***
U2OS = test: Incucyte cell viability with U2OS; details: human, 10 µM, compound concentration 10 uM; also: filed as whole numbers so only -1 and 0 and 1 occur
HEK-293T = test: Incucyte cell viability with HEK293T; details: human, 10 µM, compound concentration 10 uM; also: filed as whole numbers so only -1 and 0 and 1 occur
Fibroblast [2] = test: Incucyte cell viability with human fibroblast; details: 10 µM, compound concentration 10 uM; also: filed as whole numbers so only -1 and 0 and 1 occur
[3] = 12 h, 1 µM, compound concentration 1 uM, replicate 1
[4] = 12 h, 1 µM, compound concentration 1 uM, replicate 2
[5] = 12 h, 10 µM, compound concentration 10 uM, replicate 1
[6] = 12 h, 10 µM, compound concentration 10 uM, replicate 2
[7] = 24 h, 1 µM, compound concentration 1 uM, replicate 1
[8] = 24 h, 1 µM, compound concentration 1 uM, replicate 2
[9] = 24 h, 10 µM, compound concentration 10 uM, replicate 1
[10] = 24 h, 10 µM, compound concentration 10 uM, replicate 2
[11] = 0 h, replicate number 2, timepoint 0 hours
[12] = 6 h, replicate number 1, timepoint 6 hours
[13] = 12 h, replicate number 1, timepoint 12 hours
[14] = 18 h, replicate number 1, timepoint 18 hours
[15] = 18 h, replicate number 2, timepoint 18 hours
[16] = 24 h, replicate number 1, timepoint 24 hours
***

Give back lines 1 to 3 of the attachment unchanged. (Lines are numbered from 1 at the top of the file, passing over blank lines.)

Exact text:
U2OS = test: Incucyte cell viability with U2OS; details: human, 10 µM, compound concentration 10 uM; also: filed as whole numbers so only -1 and 0 and 1 occur
HEK-293T = test: Incucyte cell viability with HEK293T; details: human, 10 µM, compound concentration 10 uM; also: filed as whole numbers so only -1 and 0 and 1 occur
Fibroblast [2] = test: Incucyte cell viability with human fibroblast; details: 10 µM, compound concentration 10 uM; also: filed as whole numbers so only -1 and 0 and 1 occur